A Dyadic Approach to Leadership Emergence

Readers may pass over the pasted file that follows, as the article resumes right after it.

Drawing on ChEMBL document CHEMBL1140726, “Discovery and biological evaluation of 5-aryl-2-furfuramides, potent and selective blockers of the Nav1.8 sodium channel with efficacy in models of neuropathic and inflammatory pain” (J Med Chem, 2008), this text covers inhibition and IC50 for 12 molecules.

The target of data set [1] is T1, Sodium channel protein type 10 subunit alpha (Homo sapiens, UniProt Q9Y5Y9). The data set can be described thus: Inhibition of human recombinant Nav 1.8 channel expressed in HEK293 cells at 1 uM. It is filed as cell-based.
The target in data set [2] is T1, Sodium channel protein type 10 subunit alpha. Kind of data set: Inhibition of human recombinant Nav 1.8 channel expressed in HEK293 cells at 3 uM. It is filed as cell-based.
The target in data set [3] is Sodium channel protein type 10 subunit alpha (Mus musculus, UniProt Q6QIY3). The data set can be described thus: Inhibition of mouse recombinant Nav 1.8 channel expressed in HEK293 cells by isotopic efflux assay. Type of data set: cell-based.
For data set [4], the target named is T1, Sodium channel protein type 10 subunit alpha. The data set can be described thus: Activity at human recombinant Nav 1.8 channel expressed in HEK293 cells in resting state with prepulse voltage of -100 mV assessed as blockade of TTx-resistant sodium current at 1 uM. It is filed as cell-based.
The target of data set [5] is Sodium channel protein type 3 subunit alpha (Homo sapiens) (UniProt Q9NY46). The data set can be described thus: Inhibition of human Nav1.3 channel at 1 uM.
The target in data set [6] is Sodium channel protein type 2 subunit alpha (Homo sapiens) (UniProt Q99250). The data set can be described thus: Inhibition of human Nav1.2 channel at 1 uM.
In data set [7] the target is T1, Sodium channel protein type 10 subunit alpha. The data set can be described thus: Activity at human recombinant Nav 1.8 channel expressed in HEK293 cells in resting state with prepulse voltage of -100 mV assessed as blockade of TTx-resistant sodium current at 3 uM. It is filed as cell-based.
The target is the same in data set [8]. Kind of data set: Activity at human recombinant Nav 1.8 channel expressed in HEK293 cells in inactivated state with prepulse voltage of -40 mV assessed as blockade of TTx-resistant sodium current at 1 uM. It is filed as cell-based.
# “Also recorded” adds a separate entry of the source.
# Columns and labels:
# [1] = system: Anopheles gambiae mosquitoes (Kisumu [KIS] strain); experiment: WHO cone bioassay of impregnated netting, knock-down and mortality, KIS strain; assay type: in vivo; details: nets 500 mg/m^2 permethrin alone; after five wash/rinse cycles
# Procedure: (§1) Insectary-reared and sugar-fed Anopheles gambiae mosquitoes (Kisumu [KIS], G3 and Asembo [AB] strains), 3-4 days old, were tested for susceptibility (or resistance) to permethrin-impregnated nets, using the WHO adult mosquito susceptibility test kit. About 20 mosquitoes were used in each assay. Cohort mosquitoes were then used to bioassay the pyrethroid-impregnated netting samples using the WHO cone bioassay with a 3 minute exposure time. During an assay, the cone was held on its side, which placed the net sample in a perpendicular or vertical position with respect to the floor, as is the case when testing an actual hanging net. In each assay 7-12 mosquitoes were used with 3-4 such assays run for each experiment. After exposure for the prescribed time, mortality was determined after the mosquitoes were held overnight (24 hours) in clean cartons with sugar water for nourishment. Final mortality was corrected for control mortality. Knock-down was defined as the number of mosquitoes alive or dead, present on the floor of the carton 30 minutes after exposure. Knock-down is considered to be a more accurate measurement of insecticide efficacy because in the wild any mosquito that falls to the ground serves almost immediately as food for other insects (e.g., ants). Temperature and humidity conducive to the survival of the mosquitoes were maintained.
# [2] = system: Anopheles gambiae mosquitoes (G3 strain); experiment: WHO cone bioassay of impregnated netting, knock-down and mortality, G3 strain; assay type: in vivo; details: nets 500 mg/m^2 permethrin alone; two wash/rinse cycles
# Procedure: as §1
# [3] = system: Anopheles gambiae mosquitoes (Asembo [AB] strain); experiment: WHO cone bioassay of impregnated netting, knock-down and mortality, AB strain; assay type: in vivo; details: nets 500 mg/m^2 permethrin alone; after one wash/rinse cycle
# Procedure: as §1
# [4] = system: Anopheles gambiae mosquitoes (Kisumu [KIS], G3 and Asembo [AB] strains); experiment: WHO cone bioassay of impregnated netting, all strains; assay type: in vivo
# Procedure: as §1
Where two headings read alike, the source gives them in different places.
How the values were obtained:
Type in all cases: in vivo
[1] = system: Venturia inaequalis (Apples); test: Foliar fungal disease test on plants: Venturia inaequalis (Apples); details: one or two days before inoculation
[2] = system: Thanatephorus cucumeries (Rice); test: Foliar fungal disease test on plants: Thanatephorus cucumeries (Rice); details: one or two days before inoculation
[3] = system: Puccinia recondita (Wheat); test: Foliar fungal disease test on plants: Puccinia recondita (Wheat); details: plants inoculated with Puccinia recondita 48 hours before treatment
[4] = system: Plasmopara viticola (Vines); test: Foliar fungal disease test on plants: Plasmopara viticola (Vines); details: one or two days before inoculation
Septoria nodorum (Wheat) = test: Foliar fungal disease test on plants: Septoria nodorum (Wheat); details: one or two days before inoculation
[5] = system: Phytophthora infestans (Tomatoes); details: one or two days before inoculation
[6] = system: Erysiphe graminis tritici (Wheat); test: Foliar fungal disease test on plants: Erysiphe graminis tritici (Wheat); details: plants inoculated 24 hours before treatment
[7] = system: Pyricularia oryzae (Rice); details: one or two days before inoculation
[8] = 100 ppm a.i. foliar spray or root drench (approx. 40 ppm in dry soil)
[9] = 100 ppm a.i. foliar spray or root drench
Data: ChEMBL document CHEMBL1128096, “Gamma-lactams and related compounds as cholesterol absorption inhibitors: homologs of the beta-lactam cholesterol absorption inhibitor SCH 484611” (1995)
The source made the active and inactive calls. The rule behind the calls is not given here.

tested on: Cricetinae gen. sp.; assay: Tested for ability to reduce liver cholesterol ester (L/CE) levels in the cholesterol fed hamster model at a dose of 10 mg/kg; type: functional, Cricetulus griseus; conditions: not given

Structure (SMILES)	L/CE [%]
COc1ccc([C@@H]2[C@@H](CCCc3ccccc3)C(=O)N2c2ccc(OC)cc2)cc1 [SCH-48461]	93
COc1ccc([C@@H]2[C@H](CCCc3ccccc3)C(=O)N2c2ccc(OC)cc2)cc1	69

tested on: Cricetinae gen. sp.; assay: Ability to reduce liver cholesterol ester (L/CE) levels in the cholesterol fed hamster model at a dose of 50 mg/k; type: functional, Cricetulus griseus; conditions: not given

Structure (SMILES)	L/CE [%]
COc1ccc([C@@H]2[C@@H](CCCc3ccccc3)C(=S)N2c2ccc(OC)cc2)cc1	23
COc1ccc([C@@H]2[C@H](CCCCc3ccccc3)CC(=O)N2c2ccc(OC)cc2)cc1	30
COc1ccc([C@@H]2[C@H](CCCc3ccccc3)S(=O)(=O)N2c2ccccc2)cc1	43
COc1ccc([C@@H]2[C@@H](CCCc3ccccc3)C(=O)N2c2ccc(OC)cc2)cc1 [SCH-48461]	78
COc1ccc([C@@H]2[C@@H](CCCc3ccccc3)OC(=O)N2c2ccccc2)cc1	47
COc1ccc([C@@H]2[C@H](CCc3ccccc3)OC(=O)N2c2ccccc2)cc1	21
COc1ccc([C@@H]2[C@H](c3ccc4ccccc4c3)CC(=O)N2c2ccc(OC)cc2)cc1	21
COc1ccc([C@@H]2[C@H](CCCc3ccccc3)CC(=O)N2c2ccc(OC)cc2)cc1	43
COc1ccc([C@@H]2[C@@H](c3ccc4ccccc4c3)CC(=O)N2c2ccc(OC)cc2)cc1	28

Leadership emergence is best conceptualized as a complex, multi-level process arising from the dynamic interplay of all elements in the process: group members, relations, and context (Day, 2014). This study seeks to simultaneously examine to the role of each in the leadership emergence process by assessing leader and follower traits, their trait similarity, task, behaviors, and the network itself. Using a rotation design, 99 cadets in groups of three completed four tasks with alternating partners and subsequently provided sociometric ratings of each of their group members. Data was analyzed using Exponential Random Graph Modeling, which controls for endogenous group effects. In general, there was a tendency toward nominating others as leaders. High scores on dominance and intelligence predicted leadership emergence, and low scores on dominance predicted follower emergence. The type of task did not affect leadership emergence. Perceived leader behavior unexpectedly reduced the likelihood of nominating another as a leader. Results from this study highlight the importance of studying all components of leadership process and are once step closer toward doing so completely and accurately.